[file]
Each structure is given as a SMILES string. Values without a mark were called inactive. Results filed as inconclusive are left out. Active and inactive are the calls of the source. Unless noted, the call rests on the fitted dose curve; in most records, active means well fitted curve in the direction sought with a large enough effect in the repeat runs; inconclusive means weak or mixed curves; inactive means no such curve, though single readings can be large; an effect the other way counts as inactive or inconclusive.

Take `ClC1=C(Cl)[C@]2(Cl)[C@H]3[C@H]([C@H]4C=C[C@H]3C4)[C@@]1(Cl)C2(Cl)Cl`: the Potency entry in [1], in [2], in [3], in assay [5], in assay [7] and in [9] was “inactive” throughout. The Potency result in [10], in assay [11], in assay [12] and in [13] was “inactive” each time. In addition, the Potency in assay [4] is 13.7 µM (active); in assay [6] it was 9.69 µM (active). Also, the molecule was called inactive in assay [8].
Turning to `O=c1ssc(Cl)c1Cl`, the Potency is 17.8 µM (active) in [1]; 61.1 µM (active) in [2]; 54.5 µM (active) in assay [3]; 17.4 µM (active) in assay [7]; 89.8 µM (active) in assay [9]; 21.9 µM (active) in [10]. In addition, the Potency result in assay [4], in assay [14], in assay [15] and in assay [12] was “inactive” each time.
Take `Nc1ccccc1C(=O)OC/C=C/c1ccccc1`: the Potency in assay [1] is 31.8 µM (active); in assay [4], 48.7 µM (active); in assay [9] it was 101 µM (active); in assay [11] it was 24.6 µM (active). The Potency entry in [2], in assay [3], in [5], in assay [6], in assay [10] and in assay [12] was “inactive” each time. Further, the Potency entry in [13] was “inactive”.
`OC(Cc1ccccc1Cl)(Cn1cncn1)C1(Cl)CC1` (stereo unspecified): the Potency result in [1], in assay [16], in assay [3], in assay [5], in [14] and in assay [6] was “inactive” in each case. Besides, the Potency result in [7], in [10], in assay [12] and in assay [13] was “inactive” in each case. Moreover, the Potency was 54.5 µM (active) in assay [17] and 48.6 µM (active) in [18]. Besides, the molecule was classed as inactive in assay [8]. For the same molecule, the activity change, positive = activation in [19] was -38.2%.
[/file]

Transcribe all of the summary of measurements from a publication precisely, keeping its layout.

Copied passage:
Each structure is given as a SMILES string. Values without a mark were called inactive. Results filed as inconclusive are left out. Active and inactive are the calls of the source. Unless noted, the call rests on the fitted dose curve; in most records, active means well fitted curve in the direction sought with a large enough effect in the repeat runs; inconclusive means weak or mixed curves; inactive means no such curve, though single readings can be large; an effect the other way counts as inactive or inconclusive.

Take `ClC1=C(Cl)[C@]2(Cl)[C@H]3[C@H]([C@H]4C=C[C@H]3C4)[C@@]1(Cl)C2(Cl)Cl`: the Potency entry in [1], in [2], in [3], in assay [5], in assay [7] and in [9] was “inactive” throughout. The Potency result in [10], in assay [11], in assay [12] and in [13] was “inactive” each time. In addition, the Potency in assay [4] is 13.7 µM (active); in assay [6] it was 9.69 µM (active). Also, the molecule was called inactive in assay [8].
Turning to `O=c1ssc(Cl)c1Cl`, the Potency is 17.8 µM (active) in [1]; 61.1 µM (active) in [2]; 54.5 µM (active) in assay [3]; 17.4 µM (active) in assay [7]; 89.8 µM (active) in assay [9]; 21.9 µM (active) in [10]. In addition, the Potency result in assay [4], in assay [14], in assay [15] and in assay [12] was “inactive” each time.
Take `Nc1ccccc1C(=O)OC/C=C/c1ccccc1`: the Potency in assay [1] is 31.8 µM (active); in assay [4], 48.7 µM (active); in assay [9] it was 101 µM (active); in assay [11] it was 24.6 µM (active). The Potency entry in [2], in assay [3], in [5], in assay [6], in assay [10] and in assay [12] was “inactive” each time. Further, the Potency entry in [13] was “inactive”.
`OC(Cc1ccccc1Cl)(Cn1cncn1)C1(Cl)CC1` (stereo unspecified): the Potency result in [1], in assay [16], in assay [3], in assay [5], in [14] and in assay [6] was “inactive” in each case. Besides, the Potency result in [7], in [10], in assay [12] and in assay [13] was “inactive” in each case. Moreover, the Potency was 54.5 µM (active) in assay [17] and 48.6 µM (active) in [18]. Besides, the molecule was classed as inactive in assay [8]. For the same molecule, the activity change, positive = activation in [19] was -38.2%.